NetWellness is a global, community service providing quality, unbiased health information from our partner university faculty. NetWellness is commercial-free and does not accept advertising.
Monday, May 25, 2015
My mother had grand mal epilepsy she died in my teen years. She had 5 siblings without epilepsy. Both my chidren developed grand mal upon waking in their teens and have recently found out that 3 other cousins of same generation to my kids have epilepsy too. It skipped one genration completely and has developed in 5 kids of second generation, what is the likelihood of the other kids in this generation deveoping it as they reach teens? And will it skip another generation or where might it develop again?
You have an excellent question, but the answer is quite complex. We do not completely understand the precise way that most epilepsy is inherited. There are many different types of epilepsy (known as epilepsy syndromes) and each may have a different type of inheritance. It appears most types of epilepsy are inherited in a `complex` way, meaning it is not the usual autosomal dominant or recessive. There are probably several different genes for each syndrome, and you have to have some special combination of these genes to have epilepsy.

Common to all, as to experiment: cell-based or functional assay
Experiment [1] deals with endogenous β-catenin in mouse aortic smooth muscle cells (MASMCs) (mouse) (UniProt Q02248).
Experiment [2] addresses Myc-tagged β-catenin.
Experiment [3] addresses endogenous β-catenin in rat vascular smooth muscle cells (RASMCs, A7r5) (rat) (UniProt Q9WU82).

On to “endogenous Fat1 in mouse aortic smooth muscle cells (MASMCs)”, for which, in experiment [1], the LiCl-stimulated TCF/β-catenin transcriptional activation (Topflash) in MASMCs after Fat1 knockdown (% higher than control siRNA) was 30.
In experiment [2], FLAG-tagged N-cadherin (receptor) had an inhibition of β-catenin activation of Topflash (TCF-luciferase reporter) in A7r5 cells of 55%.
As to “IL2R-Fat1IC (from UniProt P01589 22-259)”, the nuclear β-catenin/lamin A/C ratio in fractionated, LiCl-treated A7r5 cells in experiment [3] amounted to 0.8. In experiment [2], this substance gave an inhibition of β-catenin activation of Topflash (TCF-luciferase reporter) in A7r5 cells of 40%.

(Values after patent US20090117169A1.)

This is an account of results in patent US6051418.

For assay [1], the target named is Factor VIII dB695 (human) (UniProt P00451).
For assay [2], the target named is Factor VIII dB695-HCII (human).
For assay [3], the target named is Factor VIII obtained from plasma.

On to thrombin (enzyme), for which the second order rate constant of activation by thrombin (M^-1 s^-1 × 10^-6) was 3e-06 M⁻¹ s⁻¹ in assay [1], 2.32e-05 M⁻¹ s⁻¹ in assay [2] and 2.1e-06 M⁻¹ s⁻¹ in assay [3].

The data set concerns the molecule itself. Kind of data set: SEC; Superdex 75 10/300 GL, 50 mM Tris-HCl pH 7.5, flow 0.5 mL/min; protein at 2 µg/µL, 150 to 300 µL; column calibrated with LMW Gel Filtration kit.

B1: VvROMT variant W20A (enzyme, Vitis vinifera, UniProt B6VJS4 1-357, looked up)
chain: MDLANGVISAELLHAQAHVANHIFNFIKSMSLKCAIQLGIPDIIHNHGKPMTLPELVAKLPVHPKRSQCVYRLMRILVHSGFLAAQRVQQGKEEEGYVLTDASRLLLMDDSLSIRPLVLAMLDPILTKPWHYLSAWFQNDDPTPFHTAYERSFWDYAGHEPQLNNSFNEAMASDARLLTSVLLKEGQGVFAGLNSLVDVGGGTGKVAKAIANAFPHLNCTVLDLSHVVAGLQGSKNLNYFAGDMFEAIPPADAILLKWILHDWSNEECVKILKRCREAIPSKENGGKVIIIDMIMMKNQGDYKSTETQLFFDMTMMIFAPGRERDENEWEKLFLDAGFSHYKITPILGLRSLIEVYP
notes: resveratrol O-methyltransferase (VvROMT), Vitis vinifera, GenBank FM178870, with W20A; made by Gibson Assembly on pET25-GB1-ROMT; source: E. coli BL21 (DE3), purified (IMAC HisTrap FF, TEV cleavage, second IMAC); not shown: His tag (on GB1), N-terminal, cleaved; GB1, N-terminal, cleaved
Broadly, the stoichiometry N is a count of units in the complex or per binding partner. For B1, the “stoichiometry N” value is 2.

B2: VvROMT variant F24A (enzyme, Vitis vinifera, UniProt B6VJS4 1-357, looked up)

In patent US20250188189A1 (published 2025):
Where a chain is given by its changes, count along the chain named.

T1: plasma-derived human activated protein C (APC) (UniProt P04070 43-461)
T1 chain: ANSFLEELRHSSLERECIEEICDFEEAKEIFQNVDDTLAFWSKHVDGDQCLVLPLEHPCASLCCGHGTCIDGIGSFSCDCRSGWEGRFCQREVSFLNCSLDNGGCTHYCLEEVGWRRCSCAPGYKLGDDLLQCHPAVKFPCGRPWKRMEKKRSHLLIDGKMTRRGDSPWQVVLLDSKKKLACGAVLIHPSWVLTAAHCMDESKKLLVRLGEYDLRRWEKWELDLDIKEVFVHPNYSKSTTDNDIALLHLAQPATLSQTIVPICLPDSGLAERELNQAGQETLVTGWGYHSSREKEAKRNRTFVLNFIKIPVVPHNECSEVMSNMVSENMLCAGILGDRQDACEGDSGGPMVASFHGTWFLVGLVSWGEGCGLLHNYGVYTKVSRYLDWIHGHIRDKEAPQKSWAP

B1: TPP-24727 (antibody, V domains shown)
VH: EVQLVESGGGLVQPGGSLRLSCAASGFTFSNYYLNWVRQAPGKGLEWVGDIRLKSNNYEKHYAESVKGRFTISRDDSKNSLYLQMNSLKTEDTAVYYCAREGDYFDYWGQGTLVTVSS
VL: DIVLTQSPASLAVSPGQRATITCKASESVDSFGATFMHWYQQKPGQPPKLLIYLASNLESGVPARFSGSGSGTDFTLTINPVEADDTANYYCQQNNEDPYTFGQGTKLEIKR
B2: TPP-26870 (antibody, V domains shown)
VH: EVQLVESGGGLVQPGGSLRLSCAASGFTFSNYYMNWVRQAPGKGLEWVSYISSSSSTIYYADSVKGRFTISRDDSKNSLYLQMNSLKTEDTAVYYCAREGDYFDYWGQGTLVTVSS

From a practical point of view, your family members may be more likely to have epilepsy than the children of someone without epilepsy, but the risk will still be low. For example, the risk of epilepsy in the general population is about 1 in 200 people; your children may have a risk of 1 in 20 or 1 in 50. The actual risk will depend on what exact epilepsy syndrome you have.
David M Ficker, MD
College of Medicine
University of Cincinnati